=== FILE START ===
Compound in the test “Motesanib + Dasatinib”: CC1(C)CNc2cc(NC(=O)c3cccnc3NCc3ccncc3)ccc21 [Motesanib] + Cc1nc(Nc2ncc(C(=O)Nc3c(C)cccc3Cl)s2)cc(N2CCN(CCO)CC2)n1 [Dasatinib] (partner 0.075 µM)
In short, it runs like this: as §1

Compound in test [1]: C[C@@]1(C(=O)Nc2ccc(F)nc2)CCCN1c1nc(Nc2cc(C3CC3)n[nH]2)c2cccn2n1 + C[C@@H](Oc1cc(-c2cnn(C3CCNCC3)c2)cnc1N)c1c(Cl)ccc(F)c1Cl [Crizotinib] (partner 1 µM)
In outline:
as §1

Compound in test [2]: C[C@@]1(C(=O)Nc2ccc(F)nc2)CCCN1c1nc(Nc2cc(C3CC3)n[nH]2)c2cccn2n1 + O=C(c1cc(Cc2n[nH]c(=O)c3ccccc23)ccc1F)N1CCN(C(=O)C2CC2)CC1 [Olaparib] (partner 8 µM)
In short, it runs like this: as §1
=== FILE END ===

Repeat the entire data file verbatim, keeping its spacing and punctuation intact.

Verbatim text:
Compound in the test “Motesanib + Dasatinib”: CC1(C)CNc2cc(NC(=O)c3cccnc3NCc3ccncc3)ccc21 [Motesanib] + Cc1nc(Nc2ncc(C(=O)Nc3c(C)cccc3Cl)s2)cc(N2CCN(CCO)CC2)n1 [Dasatinib] (partner 0.075 µM)
In short, it runs like this: as §1

Compound in test [1]: C[C@@]1(C(=O)Nc2ccc(F)nc2)CCCN1c1nc(Nc2cc(C3CC3)n[nH]2)c2cccn2n1 + C[C@@H](Oc1cc(-c2cnn(C3CCNCC3)c2)cnc1N)c1c(Cl)ccc(F)c1Cl [Crizotinib] (partner 1 µM)
In outline:
as §1

Compound in test [2]: C[C@@]1(C(=O)Nc2ccc(F)nc2)CCCN1c1nc(Nc2cc(C3CC3)n[nH]2)c2cccn2n1 + O=C(c1cc(Cc2n[nH]c(=O)c3ccccc23)ccc1F)N1CCN(C(=O)C2CC2)CC1 [Olaparib] (partner 8 µM)
In short, it runs like this: as §1